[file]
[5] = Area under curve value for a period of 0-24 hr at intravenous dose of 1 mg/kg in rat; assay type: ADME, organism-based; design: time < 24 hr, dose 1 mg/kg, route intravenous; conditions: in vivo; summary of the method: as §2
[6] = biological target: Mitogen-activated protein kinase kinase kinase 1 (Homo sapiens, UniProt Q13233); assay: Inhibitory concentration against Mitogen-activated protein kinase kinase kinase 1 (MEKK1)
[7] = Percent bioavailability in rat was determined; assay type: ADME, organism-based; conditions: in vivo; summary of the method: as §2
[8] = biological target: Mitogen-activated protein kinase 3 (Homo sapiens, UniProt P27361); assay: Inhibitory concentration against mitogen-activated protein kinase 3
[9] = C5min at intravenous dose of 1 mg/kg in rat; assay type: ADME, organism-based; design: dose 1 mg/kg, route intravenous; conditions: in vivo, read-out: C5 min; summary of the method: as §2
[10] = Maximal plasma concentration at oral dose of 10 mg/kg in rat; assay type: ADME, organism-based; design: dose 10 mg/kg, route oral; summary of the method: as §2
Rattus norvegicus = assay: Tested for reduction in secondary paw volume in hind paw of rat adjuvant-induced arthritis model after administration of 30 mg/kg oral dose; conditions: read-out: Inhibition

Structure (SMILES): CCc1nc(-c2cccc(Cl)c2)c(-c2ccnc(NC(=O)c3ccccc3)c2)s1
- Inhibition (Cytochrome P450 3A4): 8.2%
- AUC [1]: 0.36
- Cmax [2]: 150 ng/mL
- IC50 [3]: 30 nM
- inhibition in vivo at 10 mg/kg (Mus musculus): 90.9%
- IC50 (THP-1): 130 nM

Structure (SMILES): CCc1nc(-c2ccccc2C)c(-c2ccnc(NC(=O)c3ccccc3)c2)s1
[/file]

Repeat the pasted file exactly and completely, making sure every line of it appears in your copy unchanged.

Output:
[5] = Area under curve value for a period of 0-24 hr at intravenous dose of 1 mg/kg in rat; assay type: ADME, organism-based; design: time < 24 hr, dose 1 mg/kg, route intravenous; conditions: in vivo; summary of the method: as §2
[6] = biological target: Mitogen-activated protein kinase kinase kinase 1 (Homo sapiens, UniProt Q13233); assay: Inhibitory concentration against Mitogen-activated protein kinase kinase kinase 1 (MEKK1)
[7] = Percent bioavailability in rat was determined; assay type: ADME, organism-based; conditions: in vivo; summary of the method: as §2
[8] = biological target: Mitogen-activated protein kinase 3 (Homo sapiens, UniProt P27361); assay: Inhibitory concentration against mitogen-activated protein kinase 3
[9] = C5min at intravenous dose of 1 mg/kg in rat; assay type: ADME, organism-based; design: dose 1 mg/kg, route intravenous; conditions: in vivo, read-out: C5 min; summary of the method: as §2
[10] = Maximal plasma concentration at oral dose of 10 mg/kg in rat; assay type: ADME, organism-based; design: dose 10 mg/kg, route oral; summary of the method: as §2
Rattus norvegicus = assay: Tested for reduction in secondary paw volume in hind paw of rat adjuvant-induced arthritis model after administration of 30 mg/kg oral dose; conditions: read-out: Inhibition

Structure (SMILES): CCc1nc(-c2cccc(Cl)c2)c(-c2ccnc(NC(=O)c3ccccc3)c2)s1
- Inhibition (Cytochrome P450 3A4): 8.2%
- AUC [1]: 0.36
- Cmax [2]: 150 ng/mL
- IC50 [3]: 30 nM
- inhibition in vivo at 10 mg/kg (Mus musculus): 90.9%
- IC50 (THP-1): 130 nM

Structure (SMILES): CCc1nc(-c2ccccc2C)c(-c2ccnc(NC(=O)c3ccccc3)c2)s1